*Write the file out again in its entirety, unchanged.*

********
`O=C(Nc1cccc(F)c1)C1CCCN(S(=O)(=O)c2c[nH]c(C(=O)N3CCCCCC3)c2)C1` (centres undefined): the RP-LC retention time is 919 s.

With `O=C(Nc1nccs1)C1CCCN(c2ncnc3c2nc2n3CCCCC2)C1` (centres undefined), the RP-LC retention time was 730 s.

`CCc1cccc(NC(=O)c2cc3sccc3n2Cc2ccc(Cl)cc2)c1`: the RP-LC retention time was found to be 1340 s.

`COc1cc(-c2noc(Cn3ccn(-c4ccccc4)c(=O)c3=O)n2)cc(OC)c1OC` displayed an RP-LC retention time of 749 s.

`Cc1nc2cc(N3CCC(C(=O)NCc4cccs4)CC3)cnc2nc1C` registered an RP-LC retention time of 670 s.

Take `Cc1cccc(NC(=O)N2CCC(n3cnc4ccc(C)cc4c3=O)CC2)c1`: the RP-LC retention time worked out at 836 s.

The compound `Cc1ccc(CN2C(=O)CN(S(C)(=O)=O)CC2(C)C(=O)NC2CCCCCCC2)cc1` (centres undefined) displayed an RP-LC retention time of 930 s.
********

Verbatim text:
`O=C(Nc1cccc(F)c1)C1CCCN(S(=O)(=O)c2c[nH]c(C(=O)N3CCCCCC3)c2)C1` (centres undefined): the RP-LC retention time is 919 s.

With `O=C(Nc1nccs1)C1CCCN(c2ncnc3c2nc2n3CCCCC2)C1` (centres undefined), the RP-LC retention time was 730 s.

`CCc1cccc(NC(=O)c2cc3sccc3n2Cc2ccc(Cl)cc2)c1`: the RP-LC retention time was found to be 1340 s.

`COc1cc(-c2noc(Cn3ccn(-c4ccccc4)c(=O)c3=O)n2)cc(OC)c1OC` displayed an RP-LC retention time of 749 s.

`Cc1nc2cc(N3CCC(C(=O)NCc4cccs4)CC3)cnc2nc1C` registered an RP-LC retention time of 670 s.

Take `Cc1cccc(NC(=O)N2CCC(n3cnc4ccc(C)cc4c3=O)CC2)c1`: the RP-LC retention time worked out at 836 s.

The compound `Cc1ccc(CN2C(=O)CN(S(C)(=O)=O)CC2(C)C(=O)NC2CCCCCCC2)cc1` (centres undefined) displayed an RP-LC retention time of 930 s.